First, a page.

Voegelin’s “The New Science of Politics”: Chapter One: Representation & Existence

In this chapter Voegelin sets out towards a useful understanding of representation as it relates to governance, because for him the current ways in which we think and talk about representative government is provincial and not useful.

First, he sets the Aristotelian procedure of symbols in reality and concepts in science as our standard. He then proceeds to demonstrate that our supposed scientific understanding of representative government is really more of an elemental understanding, since the idea of representation means different things to different people and groups. Each group—democratic, Marxist, monarchist—all claim their forms of governments are representative, hence relegating these definitions to symbolic.

To get at an existential (conceptual) understanding of representation, Voegelin makes the distinction between an agent and a representative.

An agent is authorized to conduct specific business and to do so only in ways specifically instructed by the authorizing party. A representative, however, is a person who has power to act on behalf of society based on his position within the structure of the community, without specific instructions for specified business, and who’s acts will not be denied validity by members of the society.

Having made this distinction, we begin to see a concept of representation that is more existential and more useful, one which eliminates the subjective and relative nature of the symbolic.

So, now we have representational government to mean the state as represented by an individual or set of individuals. We can easily imagine a king over his realm.

Voegelin spends a little time tracing the evolution of this concept and in the merging of the will of the people with that of the representative, although he shares this not to modify the concept of representation but rather to trace the playing out of the idea through history and up to our present time.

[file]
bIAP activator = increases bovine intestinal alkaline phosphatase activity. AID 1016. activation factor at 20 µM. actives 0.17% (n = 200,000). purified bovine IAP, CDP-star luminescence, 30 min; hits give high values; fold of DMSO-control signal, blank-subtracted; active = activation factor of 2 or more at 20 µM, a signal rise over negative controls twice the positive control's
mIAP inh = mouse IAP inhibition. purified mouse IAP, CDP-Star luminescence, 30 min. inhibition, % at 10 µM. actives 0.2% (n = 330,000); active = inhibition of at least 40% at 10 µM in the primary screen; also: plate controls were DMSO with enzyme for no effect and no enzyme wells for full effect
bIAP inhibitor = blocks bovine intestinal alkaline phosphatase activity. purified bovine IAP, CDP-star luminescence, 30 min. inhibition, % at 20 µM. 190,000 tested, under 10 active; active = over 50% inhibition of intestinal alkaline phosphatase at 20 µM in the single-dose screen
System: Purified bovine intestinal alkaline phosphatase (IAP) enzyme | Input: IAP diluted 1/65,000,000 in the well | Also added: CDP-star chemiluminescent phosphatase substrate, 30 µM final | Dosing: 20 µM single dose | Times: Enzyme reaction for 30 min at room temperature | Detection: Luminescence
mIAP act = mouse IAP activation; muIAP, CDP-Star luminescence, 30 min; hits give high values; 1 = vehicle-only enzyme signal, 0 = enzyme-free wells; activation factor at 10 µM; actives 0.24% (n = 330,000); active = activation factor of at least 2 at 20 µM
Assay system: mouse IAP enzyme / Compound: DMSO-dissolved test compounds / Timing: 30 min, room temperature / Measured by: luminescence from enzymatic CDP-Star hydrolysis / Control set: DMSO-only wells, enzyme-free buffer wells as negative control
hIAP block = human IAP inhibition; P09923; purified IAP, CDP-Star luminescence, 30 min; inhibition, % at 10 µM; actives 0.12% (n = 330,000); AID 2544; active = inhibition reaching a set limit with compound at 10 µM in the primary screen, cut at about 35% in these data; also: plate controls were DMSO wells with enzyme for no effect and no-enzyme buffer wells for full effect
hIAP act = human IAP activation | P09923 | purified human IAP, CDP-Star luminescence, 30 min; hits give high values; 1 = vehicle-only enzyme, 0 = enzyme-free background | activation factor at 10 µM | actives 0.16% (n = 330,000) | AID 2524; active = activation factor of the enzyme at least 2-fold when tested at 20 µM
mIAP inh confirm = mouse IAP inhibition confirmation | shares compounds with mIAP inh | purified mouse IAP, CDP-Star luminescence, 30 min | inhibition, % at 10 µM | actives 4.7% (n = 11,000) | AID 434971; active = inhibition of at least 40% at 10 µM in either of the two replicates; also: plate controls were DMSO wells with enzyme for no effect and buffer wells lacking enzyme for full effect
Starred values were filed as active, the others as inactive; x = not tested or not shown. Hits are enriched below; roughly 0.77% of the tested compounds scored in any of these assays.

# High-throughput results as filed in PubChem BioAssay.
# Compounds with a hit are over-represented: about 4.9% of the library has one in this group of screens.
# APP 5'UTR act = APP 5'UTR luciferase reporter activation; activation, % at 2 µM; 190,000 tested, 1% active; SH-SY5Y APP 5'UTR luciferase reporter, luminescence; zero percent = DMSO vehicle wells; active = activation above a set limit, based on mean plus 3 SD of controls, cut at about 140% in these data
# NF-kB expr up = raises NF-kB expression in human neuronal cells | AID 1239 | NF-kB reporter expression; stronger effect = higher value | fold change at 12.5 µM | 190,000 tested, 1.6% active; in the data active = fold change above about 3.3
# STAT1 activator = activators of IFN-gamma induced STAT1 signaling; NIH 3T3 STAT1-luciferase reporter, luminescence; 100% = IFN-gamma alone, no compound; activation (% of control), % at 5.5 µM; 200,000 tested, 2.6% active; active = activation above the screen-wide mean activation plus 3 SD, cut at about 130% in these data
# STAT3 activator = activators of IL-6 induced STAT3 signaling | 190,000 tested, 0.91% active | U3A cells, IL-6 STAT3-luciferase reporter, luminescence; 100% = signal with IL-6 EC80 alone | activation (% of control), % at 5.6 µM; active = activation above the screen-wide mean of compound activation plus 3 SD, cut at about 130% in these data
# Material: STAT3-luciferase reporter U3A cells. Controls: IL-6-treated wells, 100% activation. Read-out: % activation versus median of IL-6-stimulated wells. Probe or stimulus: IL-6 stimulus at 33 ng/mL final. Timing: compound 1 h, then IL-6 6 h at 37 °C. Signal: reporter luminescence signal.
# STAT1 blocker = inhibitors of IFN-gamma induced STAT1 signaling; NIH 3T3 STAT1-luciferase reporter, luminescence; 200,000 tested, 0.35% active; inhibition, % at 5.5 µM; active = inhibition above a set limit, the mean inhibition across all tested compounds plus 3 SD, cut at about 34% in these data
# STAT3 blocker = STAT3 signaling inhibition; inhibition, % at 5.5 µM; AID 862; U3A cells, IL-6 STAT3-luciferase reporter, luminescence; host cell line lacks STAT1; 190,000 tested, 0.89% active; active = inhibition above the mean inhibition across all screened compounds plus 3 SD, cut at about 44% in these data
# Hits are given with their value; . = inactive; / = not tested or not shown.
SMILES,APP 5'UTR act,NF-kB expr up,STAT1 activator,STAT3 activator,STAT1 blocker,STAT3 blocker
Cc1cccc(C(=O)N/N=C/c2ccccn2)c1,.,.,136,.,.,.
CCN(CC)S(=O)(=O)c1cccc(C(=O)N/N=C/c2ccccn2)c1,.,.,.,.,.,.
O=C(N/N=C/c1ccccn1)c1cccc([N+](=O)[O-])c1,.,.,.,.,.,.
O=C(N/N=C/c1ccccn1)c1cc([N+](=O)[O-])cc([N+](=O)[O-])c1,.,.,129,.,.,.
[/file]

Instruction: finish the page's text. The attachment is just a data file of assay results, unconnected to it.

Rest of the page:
What follows is a chain of thinking by Maurice Hauriou:

  • A government’s power is legitimate by virtue of its functioning as a representative of the institution of the state
  • At the state’s core is the idea and the body of the state is organized around this core for the realizing and expanding of the idea and its power
  • The function of the ruler is the conception of the idea and its realization in history. The institution is perfected when the ruler becomes subordinate to the idea and the members give customary consent
  • Thus, to be a representative means to guide, in a ruling position, the work of realizing the idea through institutional embodiment
  • And a ruler has authority insomuch as he is able to make his power representative of the idea

Thus, in order to be representative, it is not enough to represent in a constitutional sense. The representative must represent in the existential project of realizing the idea of the state or institution, otherwise that representative will be replaced by one committed to an/the idea.